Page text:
In terms of narrative structure, The Color Purple, on the whole, is imperfect. As a universal tale of oppression and survival, however, the musical does not disappoint, and this is what is bizarre. The Color Purple is spellbinding. That no person leaves the theater without having felt its magic is evidence in need of consideration. In the end, do negative notices matter? Do imperfections matter? Hell no. The Color Purple guarantees an action-packed and entertaining time.

Thursday, January 19, 2006

NEUROfest review: "Tabula Rasa" and "Cincinnati" by Jess Lacher

Neurological science and art come together for NEUROfest, presented by Untitled Theater Company #61 and running now through January 29. Reviewed below are two of the eight featured plays, readings and seminars will also be presented.

What do a nineteenth century feral boy, a contemporary young woman with autism, and Hansel and Gretel have in common? Nothing and everything, as evidenced in TABULA RASA, a new musical presented by High Fidelity Theater. As three blank chalkboards are filled over the course of the evening with scribbles and words, the play itself is in constant danger of being consumed by an avalanche of ideas, and the huge cast threatens to burst the seams of a small stage.

There are big ideas about civilization and wildness at play here, but the second act throws up its hands in frustration and devolves into a string of devices and gags which keep the story at arm’s length. The production has more than its share of problems, notably its stock characters and uneven vocals, but it has something to say about our insistence on putting people into comfortable boxes—it just takes a long, shaky time to get there.

Another lost child is at the heart of Don Nigro’s CINCINNATI, an arresting one-woman show performed (only once, unfortunately) by Nancy Walsh. A literature professor has lost her baby girl in a fire, and we are the college seminar to whom she delivers a wrenching one-hour lecture on her ensuing grief and madness. Walsh’s performance is spare and funny, even as it becomes painful to watch. Presented with a seminar on Walsh’s true-life encounter with neurological trauma: a brain tumor which nearly took her life shortly before her acclaimed performance of CINCINNATI in Edinburgh.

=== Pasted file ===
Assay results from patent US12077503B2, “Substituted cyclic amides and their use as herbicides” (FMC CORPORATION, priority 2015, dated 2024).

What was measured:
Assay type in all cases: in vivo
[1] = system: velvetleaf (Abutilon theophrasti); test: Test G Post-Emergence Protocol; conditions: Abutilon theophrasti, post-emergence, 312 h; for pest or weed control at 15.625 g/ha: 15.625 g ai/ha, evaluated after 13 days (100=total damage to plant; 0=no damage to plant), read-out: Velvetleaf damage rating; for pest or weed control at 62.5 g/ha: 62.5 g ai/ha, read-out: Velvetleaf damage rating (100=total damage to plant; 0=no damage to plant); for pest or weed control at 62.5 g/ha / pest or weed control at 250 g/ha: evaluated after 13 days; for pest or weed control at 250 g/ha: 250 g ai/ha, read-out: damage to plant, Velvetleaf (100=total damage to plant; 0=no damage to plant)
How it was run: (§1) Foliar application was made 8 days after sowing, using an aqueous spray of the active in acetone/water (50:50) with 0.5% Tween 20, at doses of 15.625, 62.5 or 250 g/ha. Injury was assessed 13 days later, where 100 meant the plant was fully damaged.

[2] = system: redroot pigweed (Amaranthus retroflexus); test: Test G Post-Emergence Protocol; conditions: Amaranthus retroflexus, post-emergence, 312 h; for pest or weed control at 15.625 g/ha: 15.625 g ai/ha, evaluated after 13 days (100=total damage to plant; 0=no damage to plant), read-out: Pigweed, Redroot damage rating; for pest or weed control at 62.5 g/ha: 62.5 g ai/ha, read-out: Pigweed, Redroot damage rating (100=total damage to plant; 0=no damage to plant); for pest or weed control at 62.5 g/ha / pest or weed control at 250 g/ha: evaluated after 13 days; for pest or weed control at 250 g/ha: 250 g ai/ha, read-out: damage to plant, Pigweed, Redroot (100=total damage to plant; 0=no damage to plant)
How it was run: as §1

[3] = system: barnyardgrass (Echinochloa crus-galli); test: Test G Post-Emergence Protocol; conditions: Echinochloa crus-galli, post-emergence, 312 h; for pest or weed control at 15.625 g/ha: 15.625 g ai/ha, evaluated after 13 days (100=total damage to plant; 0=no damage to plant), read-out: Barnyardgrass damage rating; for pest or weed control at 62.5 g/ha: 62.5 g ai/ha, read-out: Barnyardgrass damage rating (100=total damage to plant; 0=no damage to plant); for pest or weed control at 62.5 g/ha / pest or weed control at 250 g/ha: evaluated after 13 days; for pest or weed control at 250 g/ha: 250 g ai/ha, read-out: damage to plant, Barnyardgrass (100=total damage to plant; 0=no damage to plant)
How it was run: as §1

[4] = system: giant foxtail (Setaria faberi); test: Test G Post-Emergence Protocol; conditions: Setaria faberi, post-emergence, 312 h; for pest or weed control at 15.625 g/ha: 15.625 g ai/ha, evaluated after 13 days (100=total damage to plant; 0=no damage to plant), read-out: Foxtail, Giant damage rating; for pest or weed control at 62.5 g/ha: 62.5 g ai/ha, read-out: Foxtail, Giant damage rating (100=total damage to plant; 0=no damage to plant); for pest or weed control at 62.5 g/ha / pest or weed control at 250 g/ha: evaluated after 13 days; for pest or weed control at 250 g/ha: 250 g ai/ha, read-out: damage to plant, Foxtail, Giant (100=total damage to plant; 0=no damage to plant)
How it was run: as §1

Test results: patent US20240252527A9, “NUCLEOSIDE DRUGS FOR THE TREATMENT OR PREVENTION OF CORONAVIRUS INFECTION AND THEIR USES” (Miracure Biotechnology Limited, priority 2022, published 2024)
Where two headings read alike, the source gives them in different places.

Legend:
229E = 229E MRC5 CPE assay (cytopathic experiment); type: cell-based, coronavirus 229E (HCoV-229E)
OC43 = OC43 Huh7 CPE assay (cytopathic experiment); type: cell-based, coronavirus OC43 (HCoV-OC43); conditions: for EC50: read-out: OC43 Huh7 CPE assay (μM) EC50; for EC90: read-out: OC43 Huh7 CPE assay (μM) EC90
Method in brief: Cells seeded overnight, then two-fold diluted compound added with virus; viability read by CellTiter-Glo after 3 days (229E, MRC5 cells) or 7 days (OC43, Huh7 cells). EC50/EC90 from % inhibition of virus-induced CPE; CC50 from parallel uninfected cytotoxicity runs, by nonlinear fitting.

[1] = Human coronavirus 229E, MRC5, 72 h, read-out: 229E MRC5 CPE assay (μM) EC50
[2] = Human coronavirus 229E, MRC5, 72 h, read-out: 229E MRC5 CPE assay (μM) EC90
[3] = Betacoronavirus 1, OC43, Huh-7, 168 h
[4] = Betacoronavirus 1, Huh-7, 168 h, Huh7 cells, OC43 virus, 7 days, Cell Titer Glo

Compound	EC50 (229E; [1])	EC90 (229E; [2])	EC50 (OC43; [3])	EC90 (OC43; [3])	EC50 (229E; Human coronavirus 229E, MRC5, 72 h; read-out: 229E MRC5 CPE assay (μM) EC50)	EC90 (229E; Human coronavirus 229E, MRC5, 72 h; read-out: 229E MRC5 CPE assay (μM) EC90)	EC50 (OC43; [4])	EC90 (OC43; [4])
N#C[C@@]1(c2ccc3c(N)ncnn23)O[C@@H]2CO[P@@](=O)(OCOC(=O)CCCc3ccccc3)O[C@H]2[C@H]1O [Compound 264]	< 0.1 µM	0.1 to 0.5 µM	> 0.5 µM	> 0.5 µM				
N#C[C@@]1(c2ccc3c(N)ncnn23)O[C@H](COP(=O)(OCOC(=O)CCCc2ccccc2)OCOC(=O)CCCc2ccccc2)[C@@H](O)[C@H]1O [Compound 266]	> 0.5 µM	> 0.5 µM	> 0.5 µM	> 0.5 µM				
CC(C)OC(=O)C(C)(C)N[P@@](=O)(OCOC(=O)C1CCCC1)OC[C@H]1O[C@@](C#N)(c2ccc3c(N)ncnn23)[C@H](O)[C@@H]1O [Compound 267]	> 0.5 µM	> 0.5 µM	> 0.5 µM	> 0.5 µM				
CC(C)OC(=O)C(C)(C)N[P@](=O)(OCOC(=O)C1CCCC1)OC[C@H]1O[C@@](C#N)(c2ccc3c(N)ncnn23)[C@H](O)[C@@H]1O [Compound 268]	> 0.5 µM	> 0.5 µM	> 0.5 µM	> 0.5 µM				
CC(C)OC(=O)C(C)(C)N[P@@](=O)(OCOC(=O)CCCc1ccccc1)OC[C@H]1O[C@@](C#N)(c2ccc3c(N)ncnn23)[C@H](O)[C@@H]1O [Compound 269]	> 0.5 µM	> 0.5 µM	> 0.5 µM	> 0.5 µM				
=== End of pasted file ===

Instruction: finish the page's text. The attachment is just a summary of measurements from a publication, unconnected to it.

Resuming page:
NEUROfest is a good place to go and think about your brain. For schedules and more information, go to

Review: Fish Bowl
by Eric Miles Glover

A singing hopeful. A pre-operative male-to-female transsexual. A greeting card writer. A chocolate-addicted southerner. A fitness-obsessed triathlete. What is the link between these people? Each is a contestant on the unscripted television program at the center of Fish Bowl.

Six people are chosen at random to compete for eleven million dollars. While waiting for the production team to give instruction, an unpredictable series of events unfolds when the six contestants stop being polite and start getting real.

Katie Apicella, Mike Borrelli, Simone Harrison, and Pamela Stewart are hilarious in their roles that exploit clichéd characters from unscripted television. Victor Verhaeghe is hilarious as pre-op transwoman Alberto Riverez but walks the fine line between performance and insult with serious risk. Rieko Yamanaka, Christine Poland, and Shevaun Hiler are skilled dancers, capturing the sharpness and silliness of the energetic movement Jennifer Rocha has created.

Jian Jung has designed an incredible setting that uses neon colors and college student furnishings to keep the viewer focused. The frame around the proscenium Jung has designed is clever and evokes the image of a television, allowing the viewer to watch the performance as if he were watching an actual television program. Jason Kichline has created cool video diaries that are used to optimum effect throughout the production, and Stephen Pitkin has composed music full of suspense and atmosphere.